I am currently reading my way through a long list of science fiction and fantasy titles. (http://www.npr.org/2011/08/07/138938145/science-fiction-and-fantasy-finalists if you are interested in the list).
First published in Paris in 1955 and originally banned in America, J. P. Donleavy's first novel is now recognized the world over as a masterpiece and a modern classic of the highest order. Set in Ireland just after World War II, The Ginger Man is J. P. Donleavy's wildly funny, picaresque classic novel of the misadventures of Sebastian Dangerfield, a young American ne'er-do-well studying at Trinity College in Dublin. Dangerfield's appetite for women, liquor, and general roguishness is insatiable--and he satisfies it with endless charm.
Before starting this novel, it would be helpful to review two definitions:
1. Satire: the use of humor, irony, exaggeration, or ridicule to expose and criticize people's stupidity or vices, particularly in the context of contemporary politics and other topical issues.
2. Picaresque: of or relating to an episodic style of fiction dealing with the adventures of a rough and dishonest but appealing hero.
I started reading The Ginger Man without reviewing those principles and nearly quit in disgust. Even after getting those concepts clear in my head, I was able to merely tolerate the main character. Sebastian Dangerfield is truly a bastard, totally consumed with drinking, smoking, eating, and seducing women, all while doing absolutely no work (or study) and paying as few bills as possible. In other words, I had great difficulty with seeing him as an appealing main character.
You’ve probably run into one of these characters at some point in your life—if he would just put as much effort into a job as he puts into avoiding getting a job, he would have the money that he so desperately desires. Those of us who live responsible lives watch these cads with fascination and revulsion—most of us wouldn’t be able to withstand the mental strain that they navigate on a daily basis, leading me to believe that they are either narcissists or sociopaths, who simply don’t feel the responsibilities of civilized life in the way that most of us do. [Wikipedia informs me that this book is reputedly semi-autobiographical for Donleavy, making me wonder what kind of person he is].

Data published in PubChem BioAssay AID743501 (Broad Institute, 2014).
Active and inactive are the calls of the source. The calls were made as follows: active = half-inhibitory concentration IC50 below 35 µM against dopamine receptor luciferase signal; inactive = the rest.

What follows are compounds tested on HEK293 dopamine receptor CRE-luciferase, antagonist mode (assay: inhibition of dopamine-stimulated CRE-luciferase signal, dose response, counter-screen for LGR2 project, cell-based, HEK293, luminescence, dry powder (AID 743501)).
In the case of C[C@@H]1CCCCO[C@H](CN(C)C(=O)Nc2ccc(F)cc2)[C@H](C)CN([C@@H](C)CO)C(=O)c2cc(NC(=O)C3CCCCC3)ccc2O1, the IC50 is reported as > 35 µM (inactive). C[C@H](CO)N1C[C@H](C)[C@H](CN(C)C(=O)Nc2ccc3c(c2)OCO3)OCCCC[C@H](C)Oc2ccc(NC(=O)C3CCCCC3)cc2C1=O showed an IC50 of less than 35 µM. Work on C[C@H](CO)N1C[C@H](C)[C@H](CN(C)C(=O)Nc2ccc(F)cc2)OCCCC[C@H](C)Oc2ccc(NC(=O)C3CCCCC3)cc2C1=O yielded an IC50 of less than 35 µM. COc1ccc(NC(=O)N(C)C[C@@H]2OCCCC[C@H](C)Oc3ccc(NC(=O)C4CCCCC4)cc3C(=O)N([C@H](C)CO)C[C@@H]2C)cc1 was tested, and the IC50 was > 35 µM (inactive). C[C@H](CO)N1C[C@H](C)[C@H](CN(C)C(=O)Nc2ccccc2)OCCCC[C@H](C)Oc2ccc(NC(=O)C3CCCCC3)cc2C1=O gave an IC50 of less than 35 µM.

I’ve also read a later book of Donleavy’s, The Beastly Beatitudes of Balthazar B, which is somewhat different in tone. Balthazar is a somewhat more sympathetic character, portrayed as a confused victim in life, manipulated by those around him (somewhat like O’Keefe in The Ginger Man). But Balthazar’s friend Beefy is another version of Dangerfield. I’m also curious about the title, The Ginger Man. It is never explained and Dangerfield doesn’t refer to himself as the ginger man until page 255 and not again until the very last page. If the cover is any indication, it refers to Dangerfield’s hair colour, as he is illustrated as a red head. So that remains a bit of a question in my mind.
Part of my issue, I am sure, is that I am female and tend to identify with the women in the novel. I was frustrated with their behaviour as well. Why in the world would his wife leave Sebastian a forwarding address the first time she left him? And those single women whom Sebastian seduces—what in the world do they see in him? I want to shake each and every one of them!
One of my female friends recommended Donleavy’s writing to me and I chose this book because it was on the Modern Library’s list of 100 top novels. Obviously other people find it amusing and worthwhile to read. I cannot count myself among them, however, despite the skillfulness of the writing. I think this is the last Donleavy work that I will read. There are too many books that I’m sure I will enjoy to spend my valuable reading time on this author.